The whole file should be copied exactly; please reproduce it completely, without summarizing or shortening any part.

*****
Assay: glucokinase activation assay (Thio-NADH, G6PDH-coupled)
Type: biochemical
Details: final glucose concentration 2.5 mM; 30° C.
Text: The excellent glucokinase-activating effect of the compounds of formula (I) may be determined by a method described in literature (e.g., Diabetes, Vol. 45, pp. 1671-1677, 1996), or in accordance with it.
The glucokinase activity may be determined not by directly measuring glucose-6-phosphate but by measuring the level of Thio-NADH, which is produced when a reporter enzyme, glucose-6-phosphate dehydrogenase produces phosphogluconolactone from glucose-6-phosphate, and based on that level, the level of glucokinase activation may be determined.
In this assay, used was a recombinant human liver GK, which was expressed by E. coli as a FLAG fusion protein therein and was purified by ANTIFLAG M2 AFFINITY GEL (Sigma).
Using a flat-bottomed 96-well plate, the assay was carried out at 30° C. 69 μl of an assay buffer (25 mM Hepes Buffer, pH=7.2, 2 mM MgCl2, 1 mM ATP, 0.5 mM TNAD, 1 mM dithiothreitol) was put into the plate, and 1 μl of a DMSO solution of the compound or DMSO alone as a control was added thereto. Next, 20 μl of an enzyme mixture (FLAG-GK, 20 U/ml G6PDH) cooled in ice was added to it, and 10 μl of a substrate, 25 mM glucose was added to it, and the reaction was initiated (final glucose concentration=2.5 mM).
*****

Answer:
Assay: glucokinase activation assay (Thio-NADH, G6PDH-coupled)
Type: biochemical
Details: final glucose concentration 2.5 mM; 30° C.
Text: The excellent glucokinase-activating effect of the compounds of formula (I) may be determined by a method described in literature (e.g., Diabetes, Vol. 45, pp. 1671-1677, 1996), or in accordance with it.
The glucokinase activity may be determined not by directly measuring glucose-6-phosphate but by measuring the level of Thio-NADH, which is produced when a reporter enzyme, glucose-6-phosphate dehydrogenase produces phosphogluconolactone from glucose-6-phosphate, and based on that level, the level of glucokinase activation may be determined.
In this assay, used was a recombinant human liver GK, which was expressed by E. coli as a FLAG fusion protein therein and was purified by ANTIFLAG M2 AFFINITY GEL (Sigma).
Using a flat-bottomed 96-well plate, the assay was carried out at 30° C. 69 μl of an assay buffer (25 mM Hepes Buffer, pH=7.2, 2 mM MgCl2, 1 mM ATP, 0.5 mM TNAD, 1 mM dithiothreitol) was put into the plate, and 1 μl of a DMSO solution of the compound or DMSO alone as a control was added thereto. Next, 20 μl of an enzyme mixture (FLAG-GK, 20 U/ml G6PDH) cooled in ice was added to it, and 10 μl of a substrate, 25 mM glucose was added to it, and the reaction was initiated (final glucose concentration=2.5 mM).